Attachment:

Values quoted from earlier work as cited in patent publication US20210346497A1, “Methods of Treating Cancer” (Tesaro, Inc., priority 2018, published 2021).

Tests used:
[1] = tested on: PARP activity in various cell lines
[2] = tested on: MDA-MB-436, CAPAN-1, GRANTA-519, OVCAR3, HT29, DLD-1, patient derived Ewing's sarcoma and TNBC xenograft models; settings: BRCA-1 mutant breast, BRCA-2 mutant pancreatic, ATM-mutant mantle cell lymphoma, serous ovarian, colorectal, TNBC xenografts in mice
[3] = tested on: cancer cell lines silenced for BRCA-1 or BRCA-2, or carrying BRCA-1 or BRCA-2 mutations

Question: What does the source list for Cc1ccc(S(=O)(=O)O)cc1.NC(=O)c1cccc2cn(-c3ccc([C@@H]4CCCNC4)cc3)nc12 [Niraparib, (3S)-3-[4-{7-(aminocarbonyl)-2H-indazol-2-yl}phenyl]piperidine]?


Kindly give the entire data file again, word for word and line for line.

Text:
Values quoted from earlier work as cited in patent publication US20210346497A1, “Methods of Treating Cancer” (Tesaro, Inc., priority 2018, published 2021).

Tests used:
[1] = tested on: PARP activity in various cell lines
[2] = tested on: MDA-MB-436, CAPAN-1, GRANTA-519, OVCAR3, HT29, DLD-1, patient derived Ewing's sarcoma and TNBC xenograft models; settings: BRCA-1 mutant breast, BRCA-2 mutant pancreatic, ATM-mutant mantle cell lymphoma, serous ovarian, colorectal, TNBC xenografts in mice
[3] = tested on: cancer cell lines silenced for BRCA-1 or BRCA-2, or carrying BRCA-1 or BRCA-2 mutations

Question: What does the source list for Cc1ccc(S(=O)(=O)O)cc1.NC(=O)c1cccc2cn(-c3ccc([C@@H]4CCCNC4)cc3)nc12 [Niraparib, (3S)-3-[4-{7-(aminocarbonyl)-2H-indazol-2-yl}phenyl]piperidine]?